David Chiono has been one of the leading forces behind the Marysville High School athletic department for over two decades. 

He has seen teams win championships, build programs and recently navigate a global public health crisis that shut down the MHS sports department during the height of the COVID-19 pandemic. 

Chiono, 61, is retiring at the end of the year from his role as athletic director – a role that he served in for 25 years. 

“I have been able to meet some amazing people, coaches, student-athletes and parents,” Chiono said in an email. “It is rewarding to see programs grow and succeed not only on the field, but see our athletes grow in the classroom. It is rewarding to be able to overcome obstacles and still field competitive programs the right way and within the rules.” 

Chiono led the Marysville athletic program during the COVID-19 pandemic – a difficult situation that led to tough decisions. One decision that he and administration officials had to face was during the 2020-21 year when sports had already been paused and rescheduled multiple times, and there was a rehabilitated effort to bring a modified version of the 2020 football season back in the spring of 2021. 

Many teams in the mid-valley opted into the plan for a five-game season with no playoffs. Marysville was one of a few area schools that did not participate, because as Chiono said at the time, it would be too difficult to work football into the spring schedule. 

“We did not feel (we) would get to the level to play a competitive schedule without destroying other spring sports,” Chiono said in February 2021. 

During his tenure at Marysville, Chiono has always had the student’s best interests at heart. The Indians returned to a full season in the fall of 2021 under interim coach Jordan Holmes and went 5-5. 

As Chiono prepares to step down from his post, he feels he is leaving the program in good hands from both a competitive and health and safety standpoint. 

“Marysville is experiencing unprecedented success in many programs and we are rebuilding in others,” Chiono said. “We have seen about a four percent decrease in the number of athletes from pre-COVID to today, which I think is not too bad. Our number of participants is very high for a school our size. We were able to continue to provide our athletes with physical training (within the COVID rules) during the pandemic.” 

Chiono, with the help of Athletic Trainer DJ Desmond, installed an innovative outdoor training facility where athletes could train safely during the pandemic. 

“A huge reason for that was our trainer,” Chiono said. “We purchased training equipment and Desmond was able to develop safety protocols and an outdoor training facility that kept our athletes safe. We have a tremendous staff of coaches – not only are they good coaches, but also good people.”

Chiono was also a coach before he became an administrator. He worked alongside current varsity baseball coach Bill Rollins. 

“Dave and I coached baseball together for seven years in addition to working alongside him as our athletic director,” said Rolllins, whose current baseball team is making its first trip to the Sac-Joaquin Section Division IV final since 1983. “He is a tireless worker that tries to keep the best interests of the students at the forefront. When I needed someone to speak to or bounce an idea off he was always there to provide support.”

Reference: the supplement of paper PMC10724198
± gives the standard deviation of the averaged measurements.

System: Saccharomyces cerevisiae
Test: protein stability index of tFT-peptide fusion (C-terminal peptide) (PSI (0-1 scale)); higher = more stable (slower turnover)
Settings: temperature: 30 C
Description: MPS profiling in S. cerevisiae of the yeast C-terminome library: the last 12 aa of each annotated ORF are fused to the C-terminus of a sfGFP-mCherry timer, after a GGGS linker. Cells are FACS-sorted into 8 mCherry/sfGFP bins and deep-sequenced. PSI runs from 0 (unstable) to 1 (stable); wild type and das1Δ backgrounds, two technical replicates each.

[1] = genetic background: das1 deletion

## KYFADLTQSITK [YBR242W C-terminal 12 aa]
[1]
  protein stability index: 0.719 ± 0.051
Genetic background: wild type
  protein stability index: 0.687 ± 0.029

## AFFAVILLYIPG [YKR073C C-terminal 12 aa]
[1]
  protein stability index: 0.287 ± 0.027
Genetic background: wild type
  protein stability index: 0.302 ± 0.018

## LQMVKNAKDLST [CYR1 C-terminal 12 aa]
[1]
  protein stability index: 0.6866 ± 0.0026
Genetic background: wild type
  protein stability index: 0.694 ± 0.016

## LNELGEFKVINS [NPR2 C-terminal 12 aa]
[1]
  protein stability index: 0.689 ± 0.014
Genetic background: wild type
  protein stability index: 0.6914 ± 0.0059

Marcy Tarr, another individual retiring from Marysville athletics at the end of the year, said Chiono went above and beyond his duties at Marysville. 

“I feel he fulfilled his duties as head of athletics during the COVID-era by setting clear and followable guidelines for both practices and competitions,” said Tarr, Marysville’s cross country and track and field coach. 

Tarr said Chiono set clear-cut instructions for all his coaches on how to operate during the height of the pandemic. 

“He encouraged me to reach out to and communicate with all my athletes however possible. Chiono allowed me as a coach to write up daily workouts for my athletes, and in some cases meet with them on the track where we could keep a safe distance from each other just to hold a practice. He encouraged this not only to keep my athletes fit, but to also check on them emotionally and give them a sense of social interaction that they otherwise were not experiencing.”

While Chiono is retiring, he said there are some things he’d like to see happen at the school down the road. 

“I have yet to convince our district and school board that athletics is the only district program that can leverage participation in sports for better attendance, better behavior and better grades,” Chiono said. “We have proven this is so.”

He also has been campaigning, without success, for equal facilities among the men’s and women’s programs. 

“I have failed to convince the powers that be that we need to pay attention to the condition of all facilities,” Chiono said. “Our track is 90 years old and nearly unusable and our gym floor is 43 years old – and by all measures very dangerous. We have not provided a safe practice or playing facility for our winter soccer programs.” 

Chiono feels that the athletic director position needs to be made a full-time position moving forward.

“When I started, I probably had 20 duties and now it is easily over 50 clear-cut duties and responsibilities,” Chiono said. “If the district would restructure how things are done, it would save money and reduce the workload of the staff at the high school level.”

Will Claggett, Marysville’s new football coach, said that the student-athlete needs to be the priority with any athletic program. 

“Sometimes, we make it more difficult for our athletes and I think we should do everything we can to support kids who want to play sports,” Claggett said. 

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